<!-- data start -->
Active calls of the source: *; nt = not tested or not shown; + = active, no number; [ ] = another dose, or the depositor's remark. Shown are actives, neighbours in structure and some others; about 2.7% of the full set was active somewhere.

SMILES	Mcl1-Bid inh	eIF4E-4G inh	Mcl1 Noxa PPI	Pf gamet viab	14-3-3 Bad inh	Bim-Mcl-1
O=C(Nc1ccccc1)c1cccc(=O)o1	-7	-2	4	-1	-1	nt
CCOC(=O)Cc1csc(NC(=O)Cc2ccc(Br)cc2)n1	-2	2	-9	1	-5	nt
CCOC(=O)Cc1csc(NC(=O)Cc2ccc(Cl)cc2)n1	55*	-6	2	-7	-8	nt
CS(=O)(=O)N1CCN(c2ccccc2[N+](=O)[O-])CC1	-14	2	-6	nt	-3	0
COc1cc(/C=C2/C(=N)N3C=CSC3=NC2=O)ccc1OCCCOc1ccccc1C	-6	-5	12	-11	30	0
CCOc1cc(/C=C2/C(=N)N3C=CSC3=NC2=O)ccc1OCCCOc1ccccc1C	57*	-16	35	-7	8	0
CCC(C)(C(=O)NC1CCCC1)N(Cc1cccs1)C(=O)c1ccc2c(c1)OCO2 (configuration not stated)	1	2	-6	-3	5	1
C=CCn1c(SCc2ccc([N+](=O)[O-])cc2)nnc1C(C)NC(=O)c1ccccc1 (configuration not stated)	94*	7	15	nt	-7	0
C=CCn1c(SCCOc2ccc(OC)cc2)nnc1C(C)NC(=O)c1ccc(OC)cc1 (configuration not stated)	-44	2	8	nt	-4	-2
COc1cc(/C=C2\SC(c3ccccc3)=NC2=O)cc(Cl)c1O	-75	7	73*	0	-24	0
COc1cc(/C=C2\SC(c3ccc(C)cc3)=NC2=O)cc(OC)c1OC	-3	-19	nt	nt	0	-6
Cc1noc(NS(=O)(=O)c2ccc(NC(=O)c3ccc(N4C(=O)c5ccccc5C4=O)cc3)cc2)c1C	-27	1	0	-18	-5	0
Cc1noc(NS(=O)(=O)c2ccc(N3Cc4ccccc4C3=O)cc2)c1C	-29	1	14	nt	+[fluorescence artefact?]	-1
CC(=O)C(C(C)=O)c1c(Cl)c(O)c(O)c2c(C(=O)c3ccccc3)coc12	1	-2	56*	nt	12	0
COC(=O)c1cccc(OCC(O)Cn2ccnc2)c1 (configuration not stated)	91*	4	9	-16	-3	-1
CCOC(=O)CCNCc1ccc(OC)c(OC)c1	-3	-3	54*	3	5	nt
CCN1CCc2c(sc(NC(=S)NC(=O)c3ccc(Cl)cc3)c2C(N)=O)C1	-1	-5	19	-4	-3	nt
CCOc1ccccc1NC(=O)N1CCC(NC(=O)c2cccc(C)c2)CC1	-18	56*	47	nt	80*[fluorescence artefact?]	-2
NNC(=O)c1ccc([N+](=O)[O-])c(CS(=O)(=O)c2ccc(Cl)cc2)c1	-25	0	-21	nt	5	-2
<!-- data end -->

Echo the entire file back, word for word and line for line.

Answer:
Active calls of the source: *; nt = not tested or not shown; + = active, no number; [ ] = another dose, or the depositor's remark. Shown are actives, neighbours in structure and some others; about 2.7% of the full set was active somewhere.

SMILES	Mcl1-Bid inh	eIF4E-4G inh	Mcl1 Noxa PPI	Pf gamet viab	14-3-3 Bad inh	Bim-Mcl-1
O=C(Nc1ccccc1)c1cccc(=O)o1	-7	-2	4	-1	-1	nt
CCOC(=O)Cc1csc(NC(=O)Cc2ccc(Br)cc2)n1	-2	2	-9	1	-5	nt
CCOC(=O)Cc1csc(NC(=O)Cc2ccc(Cl)cc2)n1	55*	-6	2	-7	-8	nt
CS(=O)(=O)N1CCN(c2ccccc2[N+](=O)[O-])CC1	-14	2	-6	nt	-3	0
COc1cc(/C=C2/C(=N)N3C=CSC3=NC2=O)ccc1OCCCOc1ccccc1C	-6	-5	12	-11	30	0
CCOc1cc(/C=C2/C(=N)N3C=CSC3=NC2=O)ccc1OCCCOc1ccccc1C	57*	-16	35	-7	8	0
CCC(C)(C(=O)NC1CCCC1)N(Cc1cccs1)C(=O)c1ccc2c(c1)OCO2 (configuration not stated)	1	2	-6	-3	5	1
C=CCn1c(SCc2ccc([N+](=O)[O-])cc2)nnc1C(C)NC(=O)c1ccccc1 (configuration not stated)	94*	7	15	nt	-7	0
C=CCn1c(SCCOc2ccc(OC)cc2)nnc1C(C)NC(=O)c1ccc(OC)cc1 (configuration not stated)	-44	2	8	nt	-4	-2
COc1cc(/C=C2\SC(c3ccccc3)=NC2=O)cc(Cl)c1O	-75	7	73*	0	-24	0
COc1cc(/C=C2\SC(c3ccc(C)cc3)=NC2=O)cc(OC)c1OC	-3	-19	nt	nt	0	-6
Cc1noc(NS(=O)(=O)c2ccc(NC(=O)c3ccc(N4C(=O)c5ccccc5C4=O)cc3)cc2)c1C	-27	1	0	-18	-5	0
Cc1noc(NS(=O)(=O)c2ccc(N3Cc4ccccc4C3=O)cc2)c1C	-29	1	14	nt	+[fluorescence artefact?]	-1
CC(=O)C(C(C)=O)c1c(Cl)c(O)c(O)c2c(C(=O)c3ccccc3)coc12	1	-2	56*	nt	12	0
COC(=O)c1cccc(OCC(O)Cn2ccnc2)c1 (configuration not stated)	91*	4	9	-16	-3	-1
CCOC(=O)CCNCc1ccc(OC)c(OC)c1	-3	-3	54*	3	5	nt
CCN1CCc2c(sc(NC(=S)NC(=O)c3ccc(Cl)cc3)c2C(N)=O)C1	-1	-5	19	-4	-3	nt
CCOc1ccccc1NC(=O)N1CCC(NC(=O)c2cccc(C)c2)CC1	-18	56*	47	nt	80*[fluorescence artefact?]	-2
NNC(=O)c1ccc([N+](=O)[O-])c(CS(=O)(=O)c2ccc(Cl)cc2)c1	-25	0	-21	nt	5	-2